From: Peter Rivard
Date: Thu Apr 24, 2003 12:46:43 AM Japan
To: Newsletter
Subject: Wandering

Hi, all,

       Today's letter is all description. Apparently my narrative imagination has failed me. I decided to finally follow an impressively wide road that I'd seen for years but never gone down because, quite obviously, it can't go anywhere. It's a numbered national highway, quite a bit wider than the main road between towns it turns off of, heading directly into a mountain--a mountain that I know has neither roads over it nor the 40 mile tunnel under it that would otherwise be required to connect with where it starts up again in the mountains of the next prefecture. I found myself at the beginning of the road after a failed attempt to find an open dry cleaner, and, with an hour to kill before meeting my student, set off. The road climbs gently up along the bottom of a cleft, usually separated from sections of the valley's village by a river. But despite the modern road and the location just a few minutes from my base school, I immediately felt I'd wandered a hundred miles off the beaten track--it felt like being in someplace a bit bucolic, say western Massachusetts, taking a left, and immediately finding myself in Montana--200 years ago. Just south of Manyo is the village that time forgot.
      Around Takefu, especially in the rural areas around my schools, the view usually takes in quite a few traditional farm houses and ancient kuras (storehouses; for example, see some pictures from around Manyo), but this village seemed to have more of them--and more of them in undisturbed settings without tin-walled neighbors or cinderblock additions--than anywhere else in town. Quite a few glances down narrow streets found nothing that wouldn't have been in the same field of view a few hundred years ago (though I suppose a really close inspection would turn up all sorts of signs of normal, modern life--this is simply a place where people live, not a museum). There are some new houses, satellite dishes, and parked cars, but this village offered the best view of old Japan I've seen anywhere in Fukui. A really beautiful place.
       And, at the point where the two lane highway finally gives up and collapses into a 3/4 lane unpaved track is what must be the third or fourth biggest shrine in all of Takefu and clearly one of the most important (or was at some point in the past). Goou (pron. "go-oh," with both "o"s held for an extra beat) Shrine has some unattractive new stairways and a concrete watercourse along the path up, as well as an ugly metal frame holding up a roof over one outbuilding (probably the treasure house) and a modern structure completely enclosing the rear main shrine, but these things are mostly, perhaps by chance rather than design, out of sight in most views of the shrine, or are somehow deemphasized by the layout and other attractions of the place. The shrine at the top is itself beautiful, clearly quite old but well maintained, with beautiful wood carvings that are not, as at most shrines, shrouded in hardware cloth to keep out the birds. It's set in an open space of moss and cedar shadows. But the treasures of the complex come before you get the to shrine itself. First, behind the trough for ritually cleansing oneself before approaching the shrine, a pair of small waterfalls pour into a rock alcove cut into the hillside but looking quite natural, with moss covering everything and small plants jutting out in all the perfect, random-seeming places. It reminded me of a sacred waterfall in the hills behind Kyoto, except that here you'd have to be pretty bold to bathe because you'd be in full view of the main stairway. Twenty meters or so farther up the stairs is an impressive Buddhist-style main gate (uncommon but not unheard of in Shinto shrines, but then again so many religious places here mix-and-match Shinto and Buddhism), two levels and about twenty-five feet (8 m) tall. Walking through, one sees the elaborate wood carvings and statues usually found in these gates, but beautifully done--and here unpainted and aged to show the character of the wood itself. One also sees a straw mat spread out with mountain vegetables and mushrooms drying out of the rain (I could picture the groundskeeper/priest who'd greeted me pulling plants encroaching on the grounds saying to himself, "Weed, weed, weed, food, weed"). Anyway, you can find gates like this--and much larger--at all the usual tourist temples, but to find at this deserted shrine in a completely forgotten corner of my own town really surprised me.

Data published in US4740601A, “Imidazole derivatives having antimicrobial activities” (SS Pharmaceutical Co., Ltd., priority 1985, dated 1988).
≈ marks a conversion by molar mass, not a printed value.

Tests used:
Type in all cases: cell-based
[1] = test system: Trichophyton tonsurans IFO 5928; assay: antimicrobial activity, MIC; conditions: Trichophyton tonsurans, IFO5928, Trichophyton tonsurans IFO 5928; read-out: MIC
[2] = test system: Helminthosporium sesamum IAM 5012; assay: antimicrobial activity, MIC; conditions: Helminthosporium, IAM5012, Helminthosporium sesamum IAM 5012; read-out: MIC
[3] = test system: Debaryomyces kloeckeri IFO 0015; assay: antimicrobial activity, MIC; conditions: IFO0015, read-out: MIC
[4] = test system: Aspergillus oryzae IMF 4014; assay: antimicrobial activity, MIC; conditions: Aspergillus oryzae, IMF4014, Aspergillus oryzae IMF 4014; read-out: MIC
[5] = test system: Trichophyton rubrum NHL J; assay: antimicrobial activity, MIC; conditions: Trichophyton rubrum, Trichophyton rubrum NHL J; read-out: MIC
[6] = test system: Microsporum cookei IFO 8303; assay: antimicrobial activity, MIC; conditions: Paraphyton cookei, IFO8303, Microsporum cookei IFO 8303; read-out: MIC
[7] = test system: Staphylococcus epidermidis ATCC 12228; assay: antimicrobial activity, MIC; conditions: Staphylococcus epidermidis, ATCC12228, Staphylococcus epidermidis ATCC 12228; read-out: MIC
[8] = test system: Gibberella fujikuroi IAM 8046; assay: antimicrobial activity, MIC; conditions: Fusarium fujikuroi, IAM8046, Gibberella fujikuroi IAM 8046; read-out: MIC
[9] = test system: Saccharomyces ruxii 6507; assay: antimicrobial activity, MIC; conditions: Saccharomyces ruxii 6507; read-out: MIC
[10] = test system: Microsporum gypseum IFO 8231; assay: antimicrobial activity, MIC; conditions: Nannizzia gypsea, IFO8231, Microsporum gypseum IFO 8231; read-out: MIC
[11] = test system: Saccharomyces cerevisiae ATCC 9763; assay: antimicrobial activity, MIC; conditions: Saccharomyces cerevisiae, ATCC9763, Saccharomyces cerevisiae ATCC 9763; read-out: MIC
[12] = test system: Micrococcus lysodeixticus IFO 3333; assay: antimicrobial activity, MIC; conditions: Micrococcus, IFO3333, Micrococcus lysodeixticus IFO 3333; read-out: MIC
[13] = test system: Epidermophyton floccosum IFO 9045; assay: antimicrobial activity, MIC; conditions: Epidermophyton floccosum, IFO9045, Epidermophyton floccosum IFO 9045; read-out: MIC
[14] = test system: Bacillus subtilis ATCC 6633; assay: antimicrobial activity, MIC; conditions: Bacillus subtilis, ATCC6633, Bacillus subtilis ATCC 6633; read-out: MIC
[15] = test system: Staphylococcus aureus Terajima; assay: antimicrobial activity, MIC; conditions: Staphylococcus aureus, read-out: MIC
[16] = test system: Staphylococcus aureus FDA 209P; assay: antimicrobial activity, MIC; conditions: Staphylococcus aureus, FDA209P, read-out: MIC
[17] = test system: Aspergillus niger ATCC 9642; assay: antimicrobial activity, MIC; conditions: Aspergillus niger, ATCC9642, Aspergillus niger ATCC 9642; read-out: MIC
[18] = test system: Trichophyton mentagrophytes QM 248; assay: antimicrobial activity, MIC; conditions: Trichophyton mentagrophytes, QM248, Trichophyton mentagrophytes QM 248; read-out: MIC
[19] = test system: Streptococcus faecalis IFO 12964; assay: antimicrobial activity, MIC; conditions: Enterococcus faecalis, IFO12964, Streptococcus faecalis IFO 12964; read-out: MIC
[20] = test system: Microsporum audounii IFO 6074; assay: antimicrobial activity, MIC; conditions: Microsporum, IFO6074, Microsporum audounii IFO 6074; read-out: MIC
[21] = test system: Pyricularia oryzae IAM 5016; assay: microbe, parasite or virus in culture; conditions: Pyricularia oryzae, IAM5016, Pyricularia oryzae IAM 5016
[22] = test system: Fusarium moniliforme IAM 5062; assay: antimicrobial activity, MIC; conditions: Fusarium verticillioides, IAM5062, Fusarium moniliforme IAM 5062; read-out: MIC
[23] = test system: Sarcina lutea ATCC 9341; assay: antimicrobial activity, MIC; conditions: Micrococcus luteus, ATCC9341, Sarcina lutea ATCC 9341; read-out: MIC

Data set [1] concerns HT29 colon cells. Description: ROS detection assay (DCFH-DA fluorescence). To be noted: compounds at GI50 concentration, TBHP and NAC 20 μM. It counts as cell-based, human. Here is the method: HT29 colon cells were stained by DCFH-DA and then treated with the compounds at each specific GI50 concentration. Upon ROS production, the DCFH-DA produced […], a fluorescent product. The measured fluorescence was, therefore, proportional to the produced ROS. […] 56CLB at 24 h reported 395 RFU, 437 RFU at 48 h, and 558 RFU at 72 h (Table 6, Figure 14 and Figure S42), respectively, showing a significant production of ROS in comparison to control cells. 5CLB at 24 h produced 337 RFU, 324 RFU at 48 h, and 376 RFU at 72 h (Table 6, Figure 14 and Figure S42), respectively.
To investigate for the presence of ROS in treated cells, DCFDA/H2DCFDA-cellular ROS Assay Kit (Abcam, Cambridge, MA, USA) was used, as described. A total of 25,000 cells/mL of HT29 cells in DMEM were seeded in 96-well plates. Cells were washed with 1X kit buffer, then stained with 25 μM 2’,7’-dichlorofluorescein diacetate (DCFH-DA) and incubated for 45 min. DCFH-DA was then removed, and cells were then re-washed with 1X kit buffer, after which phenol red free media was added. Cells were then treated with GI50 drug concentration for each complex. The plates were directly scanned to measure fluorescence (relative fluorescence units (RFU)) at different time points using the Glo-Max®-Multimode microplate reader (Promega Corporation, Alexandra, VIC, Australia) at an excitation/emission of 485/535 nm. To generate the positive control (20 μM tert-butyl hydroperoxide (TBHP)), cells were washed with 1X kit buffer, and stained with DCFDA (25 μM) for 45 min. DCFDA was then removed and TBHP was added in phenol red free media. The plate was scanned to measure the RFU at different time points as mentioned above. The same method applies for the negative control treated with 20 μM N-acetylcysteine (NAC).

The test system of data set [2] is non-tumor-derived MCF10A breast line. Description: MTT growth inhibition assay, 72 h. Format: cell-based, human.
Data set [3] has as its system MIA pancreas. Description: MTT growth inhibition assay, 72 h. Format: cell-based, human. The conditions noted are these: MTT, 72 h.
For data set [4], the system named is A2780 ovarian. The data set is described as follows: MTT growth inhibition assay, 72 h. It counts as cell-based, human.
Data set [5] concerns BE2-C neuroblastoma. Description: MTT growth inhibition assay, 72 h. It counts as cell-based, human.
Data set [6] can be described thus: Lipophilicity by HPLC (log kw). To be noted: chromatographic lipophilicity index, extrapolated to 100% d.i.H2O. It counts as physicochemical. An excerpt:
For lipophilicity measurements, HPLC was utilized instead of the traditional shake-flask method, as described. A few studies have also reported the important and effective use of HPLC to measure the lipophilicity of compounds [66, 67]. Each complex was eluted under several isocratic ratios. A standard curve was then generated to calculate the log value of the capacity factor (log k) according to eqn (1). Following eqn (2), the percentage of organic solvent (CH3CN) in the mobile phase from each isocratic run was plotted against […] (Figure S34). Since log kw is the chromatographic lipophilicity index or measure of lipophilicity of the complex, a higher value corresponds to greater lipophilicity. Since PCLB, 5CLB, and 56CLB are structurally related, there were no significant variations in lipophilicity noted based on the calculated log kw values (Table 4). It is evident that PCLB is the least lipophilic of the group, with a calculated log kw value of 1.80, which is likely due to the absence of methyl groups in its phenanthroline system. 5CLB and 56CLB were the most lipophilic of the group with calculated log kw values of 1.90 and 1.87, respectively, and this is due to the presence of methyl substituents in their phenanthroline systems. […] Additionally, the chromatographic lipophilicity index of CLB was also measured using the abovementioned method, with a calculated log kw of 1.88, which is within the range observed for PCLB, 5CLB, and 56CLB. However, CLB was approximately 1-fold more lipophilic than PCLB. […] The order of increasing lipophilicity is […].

I got the impression the shrine was built for some impressive function (its construction or improvement were somehow related to the Meiji emperor, according to a dedicatory sign outside)--it looked like an important shrine for some sect; it certainly wasn't put up for the tiny village at its feet--and then bypassed or forgotten. Modern Fukui came along and recognized its historic importance, widened the road, added another torii (stone gate) in front, and sprang for a little drainage "improvement" and some spiffy granite stairs, and then the shrine was forgotten again--except by the old priest who keeps up the grounds, lives in the very old house off to the side, and doubtless performs priestly duties whenever there's a call for such.
       Takefu is said to have over three hundred temples and shrines, not counting the thousands of small shrines to extremely local spirits and watchful gods along the roads and paths and at unexpected places where roads and paths may have been hundreds of years ago. I've started to think that must be a serious underestimate. After three years, I still find three or four new ones every time I take a different turn or try a different road. It's amazing that there's so much to find in a place that, in every way, seems so typical.
       Plus the sake's good.

Be well,

Peter

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